Andy Shaw: Well, because he's their friend in the building trades, because there's been a boom in the building trades, but he's basically taken on the unions in all of these municipal contracts and the Big Box was the dividing line this time. The unions felt very strongly that Wal-Mart's feet need to be held to the fire and when push came to shove Daley was more in tune with the business community because he's fifty-two percent business and forty-eight percent labor.
Lester Munson: He can say whatever he wants about getting along with labor, but the service employees, the teachers, the firefighter's and policeman's union are all going to fight with him and this is going to become a great issue when the labor-backed aldermen, the eight new ones, get together and they try to eliminate his power to appoint aldermen in the vacancies. It's going to be a real battle.
Joel Weisman: This is a huge, huge victory for labor, which is dying everywhere.
Anna Devlantes: Well, I also think that this council has been criticized for being a rubber stamp council for so long and that this creates some potential opposition, and I don't think that's a bad thing despite whatever you think of whomever has been elected, that it's good to have opposition. Accountability, that kind of thing.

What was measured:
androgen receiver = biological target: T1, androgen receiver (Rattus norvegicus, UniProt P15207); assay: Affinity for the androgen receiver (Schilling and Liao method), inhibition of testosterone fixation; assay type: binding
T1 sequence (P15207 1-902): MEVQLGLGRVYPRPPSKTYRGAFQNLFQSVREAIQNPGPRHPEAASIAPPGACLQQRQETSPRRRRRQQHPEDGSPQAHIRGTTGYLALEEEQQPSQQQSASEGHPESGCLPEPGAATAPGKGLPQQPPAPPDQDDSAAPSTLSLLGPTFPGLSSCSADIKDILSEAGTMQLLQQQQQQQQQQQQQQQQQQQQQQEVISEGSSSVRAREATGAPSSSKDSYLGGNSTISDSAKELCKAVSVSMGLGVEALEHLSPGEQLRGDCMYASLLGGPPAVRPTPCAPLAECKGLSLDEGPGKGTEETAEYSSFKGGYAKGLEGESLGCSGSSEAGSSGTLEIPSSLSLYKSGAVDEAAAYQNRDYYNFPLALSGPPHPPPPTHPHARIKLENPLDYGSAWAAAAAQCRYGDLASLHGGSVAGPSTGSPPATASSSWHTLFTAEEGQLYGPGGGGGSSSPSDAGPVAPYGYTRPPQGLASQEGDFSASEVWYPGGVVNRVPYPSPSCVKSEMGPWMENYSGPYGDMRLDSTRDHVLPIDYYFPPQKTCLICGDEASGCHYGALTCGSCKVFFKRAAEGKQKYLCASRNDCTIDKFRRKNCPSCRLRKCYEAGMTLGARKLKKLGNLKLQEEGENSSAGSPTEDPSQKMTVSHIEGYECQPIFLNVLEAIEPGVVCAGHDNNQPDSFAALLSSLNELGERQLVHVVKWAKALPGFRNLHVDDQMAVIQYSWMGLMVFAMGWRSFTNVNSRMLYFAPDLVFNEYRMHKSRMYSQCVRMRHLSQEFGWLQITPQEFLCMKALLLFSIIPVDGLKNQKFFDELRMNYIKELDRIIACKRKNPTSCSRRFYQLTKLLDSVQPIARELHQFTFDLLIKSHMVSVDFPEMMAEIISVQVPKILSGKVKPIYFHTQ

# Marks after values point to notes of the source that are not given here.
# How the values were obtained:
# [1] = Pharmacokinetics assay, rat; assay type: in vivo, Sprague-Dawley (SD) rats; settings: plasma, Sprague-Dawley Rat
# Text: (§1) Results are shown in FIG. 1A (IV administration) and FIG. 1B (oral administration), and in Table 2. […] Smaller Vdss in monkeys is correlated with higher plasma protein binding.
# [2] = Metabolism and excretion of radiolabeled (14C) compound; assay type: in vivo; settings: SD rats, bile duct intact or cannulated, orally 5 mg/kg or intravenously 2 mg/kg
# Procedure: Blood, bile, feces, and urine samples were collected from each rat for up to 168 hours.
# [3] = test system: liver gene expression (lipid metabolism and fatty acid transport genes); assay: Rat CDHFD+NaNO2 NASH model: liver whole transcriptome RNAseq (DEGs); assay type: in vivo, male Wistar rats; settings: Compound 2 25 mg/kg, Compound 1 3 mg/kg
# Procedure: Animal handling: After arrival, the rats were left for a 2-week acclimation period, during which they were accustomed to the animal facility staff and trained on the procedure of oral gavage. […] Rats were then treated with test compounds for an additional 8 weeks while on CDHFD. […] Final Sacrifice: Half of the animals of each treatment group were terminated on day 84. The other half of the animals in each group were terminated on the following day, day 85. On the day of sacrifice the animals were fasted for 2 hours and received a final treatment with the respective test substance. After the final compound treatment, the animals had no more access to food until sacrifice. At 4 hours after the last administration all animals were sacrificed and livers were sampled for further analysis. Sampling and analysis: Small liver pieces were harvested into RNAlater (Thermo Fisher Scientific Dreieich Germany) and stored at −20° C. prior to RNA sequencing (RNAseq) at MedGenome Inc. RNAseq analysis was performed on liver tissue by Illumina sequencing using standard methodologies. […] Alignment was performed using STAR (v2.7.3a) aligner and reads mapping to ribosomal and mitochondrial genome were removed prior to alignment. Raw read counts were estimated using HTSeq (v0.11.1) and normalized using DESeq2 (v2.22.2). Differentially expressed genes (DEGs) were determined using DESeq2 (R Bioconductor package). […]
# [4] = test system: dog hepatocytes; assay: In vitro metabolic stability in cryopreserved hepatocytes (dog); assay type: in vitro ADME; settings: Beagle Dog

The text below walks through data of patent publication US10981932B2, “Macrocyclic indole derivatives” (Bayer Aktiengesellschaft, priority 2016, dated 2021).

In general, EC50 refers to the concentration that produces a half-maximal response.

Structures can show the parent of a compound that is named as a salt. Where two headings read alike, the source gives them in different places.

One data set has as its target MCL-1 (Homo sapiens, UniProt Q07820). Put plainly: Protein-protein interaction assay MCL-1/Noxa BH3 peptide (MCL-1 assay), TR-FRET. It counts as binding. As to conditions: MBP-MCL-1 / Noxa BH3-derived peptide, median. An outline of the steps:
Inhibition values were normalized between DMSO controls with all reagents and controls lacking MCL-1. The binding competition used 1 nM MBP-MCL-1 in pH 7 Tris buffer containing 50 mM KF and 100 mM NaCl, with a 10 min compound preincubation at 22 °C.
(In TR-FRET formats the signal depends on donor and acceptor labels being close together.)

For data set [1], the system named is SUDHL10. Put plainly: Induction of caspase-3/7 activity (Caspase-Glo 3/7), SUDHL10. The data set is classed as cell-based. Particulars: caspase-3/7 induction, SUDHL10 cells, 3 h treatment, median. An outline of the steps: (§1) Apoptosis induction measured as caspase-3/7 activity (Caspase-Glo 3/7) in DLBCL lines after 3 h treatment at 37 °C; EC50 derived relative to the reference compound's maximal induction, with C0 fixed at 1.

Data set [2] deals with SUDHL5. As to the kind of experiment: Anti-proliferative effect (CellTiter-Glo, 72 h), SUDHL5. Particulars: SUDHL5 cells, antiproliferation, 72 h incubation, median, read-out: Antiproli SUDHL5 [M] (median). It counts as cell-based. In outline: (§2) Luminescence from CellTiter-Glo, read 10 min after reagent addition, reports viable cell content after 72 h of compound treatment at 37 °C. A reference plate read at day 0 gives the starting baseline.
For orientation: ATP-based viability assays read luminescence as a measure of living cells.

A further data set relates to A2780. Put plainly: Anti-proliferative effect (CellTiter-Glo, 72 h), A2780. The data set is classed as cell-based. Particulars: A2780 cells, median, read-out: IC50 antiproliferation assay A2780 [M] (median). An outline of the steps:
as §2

Andy Shaw: But a great thing governmentally. Great.
Mary Mitchell: And in some of these races it was the incumbent's own fault. If you look at the race in the 16th Ward where Shirley Coleman had all these scandals looming over her head. It didn't take much and it didn't take any union to beat her. If you look at Dorothy Tillman's ward, the unions helped Pat Dowell by giving her enough money to put up a few billboards and some signs, but the bottom line is the residents, including the public housing residents, were disgusted with Dorothy because things weren't getting done. They still don't have a grocery store, for God's sake. So that was enough to give her the boot. And when it comes to Madeline Haithcock and Bob Fioretti, Madeline just did a lousy job selling herself. She was running around during her campaign talking about Fioretti's past, something happened with him ten years ago with a woman, instead of talking about her own record. So these people just...they helped, not just the union, but they beat themselves.